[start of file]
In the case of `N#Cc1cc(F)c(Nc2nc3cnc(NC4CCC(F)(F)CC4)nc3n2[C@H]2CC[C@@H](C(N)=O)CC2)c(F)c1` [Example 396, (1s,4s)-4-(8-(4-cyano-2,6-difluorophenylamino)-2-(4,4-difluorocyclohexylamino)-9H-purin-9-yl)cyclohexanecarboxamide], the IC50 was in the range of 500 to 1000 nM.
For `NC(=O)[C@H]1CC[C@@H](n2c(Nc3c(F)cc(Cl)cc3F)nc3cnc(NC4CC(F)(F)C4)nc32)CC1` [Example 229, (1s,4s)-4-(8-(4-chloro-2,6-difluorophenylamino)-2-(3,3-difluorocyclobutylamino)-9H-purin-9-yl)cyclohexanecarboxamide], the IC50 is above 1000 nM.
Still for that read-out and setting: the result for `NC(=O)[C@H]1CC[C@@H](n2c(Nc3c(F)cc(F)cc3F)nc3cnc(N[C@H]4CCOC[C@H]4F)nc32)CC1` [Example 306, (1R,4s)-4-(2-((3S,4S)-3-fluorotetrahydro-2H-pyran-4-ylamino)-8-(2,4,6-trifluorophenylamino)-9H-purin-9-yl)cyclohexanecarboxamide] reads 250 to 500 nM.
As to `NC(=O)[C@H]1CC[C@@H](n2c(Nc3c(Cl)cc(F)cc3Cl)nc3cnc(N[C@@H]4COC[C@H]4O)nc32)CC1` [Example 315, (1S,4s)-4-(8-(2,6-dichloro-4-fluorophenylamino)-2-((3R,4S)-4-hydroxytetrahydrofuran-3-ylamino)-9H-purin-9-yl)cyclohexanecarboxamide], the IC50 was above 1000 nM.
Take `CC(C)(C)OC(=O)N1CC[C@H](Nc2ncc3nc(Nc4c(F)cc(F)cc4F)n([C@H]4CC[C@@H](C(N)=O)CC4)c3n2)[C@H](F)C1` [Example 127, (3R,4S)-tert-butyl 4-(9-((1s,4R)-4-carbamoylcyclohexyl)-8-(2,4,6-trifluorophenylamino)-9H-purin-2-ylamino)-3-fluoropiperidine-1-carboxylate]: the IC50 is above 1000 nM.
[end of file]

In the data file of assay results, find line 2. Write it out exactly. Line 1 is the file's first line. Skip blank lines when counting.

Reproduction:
For `NC(=O)[C@H]1CC[C@@H](n2c(Nc3c(F)cc(Cl)cc3F)nc3cnc(NC4CC(F)(F)C4)nc32)CC1` [Example 229, (1s,4s)-4-(8-(4-chloro-2,6-difluorophenylamino)-2-(3,3-difluorocyclobutylamino)-9H-purin-9-yl)cyclohexanecarboxamide], the IC50 is above 1000 nM.